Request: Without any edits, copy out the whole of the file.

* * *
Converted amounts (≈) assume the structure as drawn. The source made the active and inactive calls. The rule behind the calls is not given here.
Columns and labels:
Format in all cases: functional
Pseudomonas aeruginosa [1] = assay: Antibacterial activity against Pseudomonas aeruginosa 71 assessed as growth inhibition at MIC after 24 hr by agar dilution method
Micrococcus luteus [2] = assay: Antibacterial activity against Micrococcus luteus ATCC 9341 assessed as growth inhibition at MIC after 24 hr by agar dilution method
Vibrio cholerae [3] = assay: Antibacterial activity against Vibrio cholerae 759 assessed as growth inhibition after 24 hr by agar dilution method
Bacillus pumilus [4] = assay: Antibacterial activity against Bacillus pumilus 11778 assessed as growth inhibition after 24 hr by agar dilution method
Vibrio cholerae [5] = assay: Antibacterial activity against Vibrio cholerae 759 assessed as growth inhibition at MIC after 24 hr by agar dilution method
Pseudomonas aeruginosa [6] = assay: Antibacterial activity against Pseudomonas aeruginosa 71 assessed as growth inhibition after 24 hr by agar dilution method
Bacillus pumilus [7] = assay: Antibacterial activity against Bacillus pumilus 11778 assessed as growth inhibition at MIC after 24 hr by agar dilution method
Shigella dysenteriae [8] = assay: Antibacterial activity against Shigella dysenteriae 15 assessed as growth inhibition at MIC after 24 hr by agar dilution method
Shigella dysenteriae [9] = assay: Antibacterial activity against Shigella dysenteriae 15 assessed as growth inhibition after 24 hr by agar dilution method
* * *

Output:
Converted amounts (≈) assume the structure as drawn. The source made the active and inactive calls. The rule behind the calls is not given here.
Columns and labels:
Format in all cases: functional
Pseudomonas aeruginosa [1] = assay: Antibacterial activity against Pseudomonas aeruginosa 71 assessed as growth inhibition at MIC after 24 hr by agar dilution method
Micrococcus luteus [2] = assay: Antibacterial activity against Micrococcus luteus ATCC 9341 assessed as growth inhibition at MIC after 24 hr by agar dilution method
Vibrio cholerae [3] = assay: Antibacterial activity against Vibrio cholerae 759 assessed as growth inhibition after 24 hr by agar dilution method
Bacillus pumilus [4] = assay: Antibacterial activity against Bacillus pumilus 11778 assessed as growth inhibition after 24 hr by agar dilution method
Vibrio cholerae [5] = assay: Antibacterial activity against Vibrio cholerae 759 assessed as growth inhibition at MIC after 24 hr by agar dilution method
Pseudomonas aeruginosa [6] = assay: Antibacterial activity against Pseudomonas aeruginosa 71 assessed as growth inhibition after 24 hr by agar dilution method
Bacillus pumilus [7] = assay: Antibacterial activity against Bacillus pumilus 11778 assessed as growth inhibition at MIC after 24 hr by agar dilution method
Shigella dysenteriae [8] = assay: Antibacterial activity against Shigella dysenteriae 15 assessed as growth inhibition at MIC after 24 hr by agar dilution method
Shigella dysenteriae [9] = assay: Antibacterial activity against Shigella dysenteriae 15 assessed as growth inhibition after 24 hr by agar dilution method